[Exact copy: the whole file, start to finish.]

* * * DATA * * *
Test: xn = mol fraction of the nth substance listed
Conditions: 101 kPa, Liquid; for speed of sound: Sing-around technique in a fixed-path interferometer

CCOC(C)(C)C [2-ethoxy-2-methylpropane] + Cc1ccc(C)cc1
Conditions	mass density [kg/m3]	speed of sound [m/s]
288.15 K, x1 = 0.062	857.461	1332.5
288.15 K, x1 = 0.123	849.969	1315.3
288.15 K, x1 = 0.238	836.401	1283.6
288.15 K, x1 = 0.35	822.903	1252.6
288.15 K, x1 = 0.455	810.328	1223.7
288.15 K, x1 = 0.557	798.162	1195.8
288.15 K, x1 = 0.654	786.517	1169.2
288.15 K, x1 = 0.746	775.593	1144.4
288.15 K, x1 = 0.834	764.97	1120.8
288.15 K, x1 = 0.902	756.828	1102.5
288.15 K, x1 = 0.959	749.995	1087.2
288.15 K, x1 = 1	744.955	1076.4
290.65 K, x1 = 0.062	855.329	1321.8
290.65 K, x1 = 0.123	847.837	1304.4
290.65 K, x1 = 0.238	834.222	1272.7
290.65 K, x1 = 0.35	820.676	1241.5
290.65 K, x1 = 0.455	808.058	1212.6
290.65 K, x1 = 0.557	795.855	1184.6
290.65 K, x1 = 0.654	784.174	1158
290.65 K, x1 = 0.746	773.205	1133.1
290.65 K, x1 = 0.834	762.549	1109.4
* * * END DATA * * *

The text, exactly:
Test: xn = mol fraction of the nth substance listed
Conditions: 101 kPa, Liquid; for speed of sound: Sing-around technique in a fixed-path interferometer

CCOC(C)(C)C [2-ethoxy-2-methylpropane] + Cc1ccc(C)cc1
Conditions	mass density [kg/m3]	speed of sound [m/s]
288.15 K, x1 = 0.062	857.461	1332.5
288.15 K, x1 = 0.123	849.969	1315.3
288.15 K, x1 = 0.238	836.401	1283.6
288.15 K, x1 = 0.35	822.903	1252.6
288.15 K, x1 = 0.455	810.328	1223.7
288.15 K, x1 = 0.557	798.162	1195.8
288.15 K, x1 = 0.654	786.517	1169.2
288.15 K, x1 = 0.746	775.593	1144.4
288.15 K, x1 = 0.834	764.97	1120.8
288.15 K, x1 = 0.902	756.828	1102.5
288.15 K, x1 = 0.959	749.995	1087.2
288.15 K, x1 = 1	744.955	1076.4
290.65 K, x1 = 0.062	855.329	1321.8
290.65 K, x1 = 0.123	847.837	1304.4
290.65 K, x1 = 0.238	834.222	1272.7
290.65 K, x1 = 0.35	820.676	1241.5
290.65 K, x1 = 0.455	808.058	1212.6
290.65 K, x1 = 0.557	795.855	1184.6
290.65 K, x1 = 0.654	784.174	1158
290.65 K, x1 = 0.746	773.205	1133.1
290.65 K, x1 = 0.834	762.549	1109.4